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Solons hit BOC for hiring sports personalities as intel officers

Deputy Speaker Raneo Abu (Photo courtesy of PNA)

MANILA, Aug. 3 — The Bureau of Customs (BOC) has allegedly hired several sports personalities, including former Philippine Basketball Association (PBA) standouts, as “technical assistants” and “intelligence officers”.

Deputy Speaker Raneo Abu bared this before a congressional hearing on the PHP6.4 billion peso shabu (crystal meth) smuggling controversy hounding the Customs Bureau.

Abu presented Customs Special Order No. 58 series of 2016 which contained a list of 28 “Customs personnel,” known for their background in basketball and volleyball, including former PBA stars like Kenneth Duremdes, Marlo Aquino, Dave Arguelles, and Edward Joseph (EJ) Fiehl, among others.

Some of the sports persons named in the list were assigned to the Office of the Commissioner while some were detailed to the Intelligence Group of the Bureau.

The special order also noted that Atty. Mandy Therese Anderson, staff of Commissioner Nicanor Faeldon, was authorized to sign the daily time record of those in the list.

In an ambush interview on Thursday, Abu said Faeldon admitted to him that the players were indeed hired by the BOC.

“May nagpadala sa akin na mga dokumento kung sino yung mga hinire. Nagulat ako na nag-hire pala ito ng mga empleyado na siya naming nakakalaban noon sa UNTV (league),” Abu said.

Abu said he wanted to find out the qualifications of these hired personnel and if they could raise the quality of service in the BOC.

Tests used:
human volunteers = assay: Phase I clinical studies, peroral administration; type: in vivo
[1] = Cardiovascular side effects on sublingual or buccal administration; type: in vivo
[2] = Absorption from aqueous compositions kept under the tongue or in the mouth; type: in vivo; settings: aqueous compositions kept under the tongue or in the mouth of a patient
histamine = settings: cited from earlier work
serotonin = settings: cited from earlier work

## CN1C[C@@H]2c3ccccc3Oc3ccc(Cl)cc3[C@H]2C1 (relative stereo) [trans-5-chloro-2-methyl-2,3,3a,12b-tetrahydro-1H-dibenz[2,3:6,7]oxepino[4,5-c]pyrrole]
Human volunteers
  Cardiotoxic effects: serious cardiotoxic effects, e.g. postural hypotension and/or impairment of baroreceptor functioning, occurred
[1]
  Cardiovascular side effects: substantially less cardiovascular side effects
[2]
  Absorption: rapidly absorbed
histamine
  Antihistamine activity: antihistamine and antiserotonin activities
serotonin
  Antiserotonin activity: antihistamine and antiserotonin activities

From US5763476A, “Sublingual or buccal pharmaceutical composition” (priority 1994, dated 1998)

Abu said he had requested the BOC for the 201 files of the said employees.

For his part, House Committee on Dangerous Drugs chairman Robert Ace Barbers slammed Faeldon for hypocrisy after this revelation.

Earlier, Faeldon hit lawmakers for alleged influence peddling in the hiring or promotion of certain BOC employees, claiming this impairs his efforts to reform the agency and rid it of corruption.

“Look who’s talking! Faeldon tarnished the reputation of the entire House of Representatives by insinuating that lawmakers are endorsing promotions or employment to the bureau of certain personnel,” Barbers said.

“Yet, it turned out he has employed sports people with dubious qualifications for their position,” he added.

Barbers noted that Faeldon had rejected a recommendation for a certain Sandy Sacluti for allegedly being “unqualified for the post” despite obtaining a masters degree in customs administration and ranking seventh in a personnel competency assessment of customs personnel in January.

“Yet, Faeldon hired basketball and volleyball players to work at the Intelligence Group of the bureau. How many of these people are really qualified for intelligence work? No wonder, Customs bungled the handling of evidence in the seizure of the PHP6.4 billion worth of shabu smuggled right though their noses,” Barbers said.

Barbers stressed that there is nothing irregular for lawmakers to endorse the employment or promotion of personnel in the bureau, particularly if they possess sufficient qualifications for the position.

He added that the discretion is left to the head of the office whether to act favorably or disregard the endorsement. (Filane Mikee Cervantes/PNA)

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